I'm a wife to my "Mr. Right". A momma of five. A maker of slow food and simple living. A collector of memories, a keeper of books, and a champion for books that make memories. An addict who likes my half-and-half with a splash of coffee. A fractured pot transformed by the One Who makes broken things beautiful. I heart homeschooling, brake for libraries, and am glad you're here with me on the journey! Be sure to subscribe to my monthly newsletter. Or, follow along with Facebook, Instagram, Twitter, Google +, Youtube, or Pinterest.

How & Why Your Homeschooler Should Plan Your Next Trip

Written by Chelsea Gonzales.

Travel can be an amazing, delight-directed learning experience. Meeting new people, seeing new things, and tasting new foods can all lead to growing well-rounded kids who have a true appreciation for the world around them. Not only that, but frequent travel can also help with problem-solving skills and teach traditional subjects such as geography, history, and science in a natural way.

That said, if you want to take full advantage of a travel adventure, you really need to start at the beginning. You see, planning for your travels can be just as educational as the actual trip itself.

That said, I highly recommend letting your kids in on the planning process. In doing so, you'll not only help them learn useful skills but also fine-tune their current knowledge in a variety of areas.

(This post contains affiliate links. Please see my disclosure policy for full details.)


What Kids Learn Through Travel Planning


Travel planning involves a great deal of math. From calculating how many miles there are between destinations to budgeting for necessities, the whole process is like a giant math puzzle.

Personally, I find this kind of analysis fascinating, and it’s likely your young explorer will too. It will help him understand how certain math concepts can be applied to everyday life, making learning math much more relevant and fun.


If your child is not a strong reader, travel planning can definitely provide him with plenty of natural practice. After all, one has to do quite a bit of research in order to plan a successful trip, and research requires reading.

Kids who don't enjoy reading storybooks often find non-fiction or practical reading more to their liking, as it provides useful information to satisfy their curiosities. 



Whether you’re planning a short trip to a neighboring city or an extended stay to the other side of the world, you'll probably consult a map at least once. Try handing that task off to your child instead. Using a paper map will give him an opportunity to put his geography skills to use in the real world and will encourage and develop his navigational skills.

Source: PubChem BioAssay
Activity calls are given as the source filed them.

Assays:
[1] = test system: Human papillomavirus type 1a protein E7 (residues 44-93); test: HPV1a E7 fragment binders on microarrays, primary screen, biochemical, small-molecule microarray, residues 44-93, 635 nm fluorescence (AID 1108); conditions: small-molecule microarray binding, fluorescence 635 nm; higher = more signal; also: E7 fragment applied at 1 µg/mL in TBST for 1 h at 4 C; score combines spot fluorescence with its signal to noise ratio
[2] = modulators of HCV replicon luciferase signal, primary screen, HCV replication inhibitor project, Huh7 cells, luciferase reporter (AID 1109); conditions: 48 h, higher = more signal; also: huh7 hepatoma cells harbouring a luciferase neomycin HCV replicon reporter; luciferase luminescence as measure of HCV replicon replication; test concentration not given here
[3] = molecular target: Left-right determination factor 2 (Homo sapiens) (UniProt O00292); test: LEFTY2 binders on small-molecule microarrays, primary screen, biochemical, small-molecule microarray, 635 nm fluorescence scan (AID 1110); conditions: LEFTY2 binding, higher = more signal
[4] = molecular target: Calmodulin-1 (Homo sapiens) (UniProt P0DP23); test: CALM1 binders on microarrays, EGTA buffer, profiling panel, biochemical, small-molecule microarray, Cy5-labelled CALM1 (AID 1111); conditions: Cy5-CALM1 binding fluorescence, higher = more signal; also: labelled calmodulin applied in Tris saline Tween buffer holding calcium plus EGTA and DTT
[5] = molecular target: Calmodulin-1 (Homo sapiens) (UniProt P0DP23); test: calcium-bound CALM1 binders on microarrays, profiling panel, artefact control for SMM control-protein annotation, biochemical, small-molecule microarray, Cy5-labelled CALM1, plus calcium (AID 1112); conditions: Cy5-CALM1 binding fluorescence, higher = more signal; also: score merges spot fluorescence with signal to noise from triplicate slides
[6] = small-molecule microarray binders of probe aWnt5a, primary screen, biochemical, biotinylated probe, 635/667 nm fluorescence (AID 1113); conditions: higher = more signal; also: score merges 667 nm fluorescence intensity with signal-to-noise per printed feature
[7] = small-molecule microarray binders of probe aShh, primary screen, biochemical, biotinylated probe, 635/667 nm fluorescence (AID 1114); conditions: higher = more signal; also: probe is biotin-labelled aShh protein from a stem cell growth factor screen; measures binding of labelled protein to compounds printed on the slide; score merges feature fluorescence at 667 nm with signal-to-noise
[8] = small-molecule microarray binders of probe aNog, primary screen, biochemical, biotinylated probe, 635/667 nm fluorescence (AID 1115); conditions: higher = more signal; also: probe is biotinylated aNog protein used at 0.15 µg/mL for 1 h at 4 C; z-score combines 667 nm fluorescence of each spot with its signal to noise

Real practice with real tools makes learning stick.

Organization, Planning, and Critical Thinking

Planning a trip means looking to the future, foreseeing potential problems, and solving them before you ever set out. It requires one to consider time constraints, to decide how to get from point A to point B, and to keep lots of details in mind. There is a lot of thinking, examining, and organizing that goes into trip planning. Guiding your child through the process now will help to ensure he'll be ready to do it on his own someday.

Of course, these are just some of the things your child might pick up during the planning stage. You might be surprised at what else he'll learn along the way! 

How to Get Kids Started with Travel Planning

Ready to get your kids involved in your travel plans? Here are some of my best suggestions for each age and maturity level.

Ages 5–8

If you’ve got a young one, you might pick and choose aspects of the trip that your child can plan.

For instance, you might allow him to choose the activities for just one day. Help him figure out how many miles you all will be traveling, and how much travel time you’ll need if traveling by car. Give him a budget to work with and let him pick attractions and food options that fit into that budget.

He'll likely require quite a bit of guidance, so be sure to give him lists of options with prices included.

Ages 8–12

Slightly older kids can do a bit more planning. You might allow your tween to plan two or three days of the trip. Give him the option of using public transportation vs. driving, and have him decide which is more budget-friendly.

After he chooses his mode of transportation, encourage him to figure out how much travel time he'll need to allow. Again, give him a budget to work with and let him choose attractions and restaurants accordingly. However, you might let your tween research attractions, admission prices, and restaurant menus all on his own. Encourage him to keep all his plans in one spot like a travel journal.


Ages 13 and up

Depending upon his maturity and experience, a teen might be able to plan an entire weekend trip all on his own. Give your teen a budget for the whole trip and see what he comes up with in terms of transportation, lodging, food, and entertainment. Remind him to do the following:
  1. schedule in travel time
  2. budget for unexpected expenses 
Have your teen bring his finished plan to you so that you can make adjustments if needed, but be sure to explain any changes you make and the reasoning behind the change. 

Of course, this is just a loose guide. Some kids might be capable of taking on more at a younger age, and others might need a bit less to focus on at first.

Feel free to change things up and do what works for your family. Have a blast planning awesome adventures with your kids and be sure to learn new things together while you’re at it.

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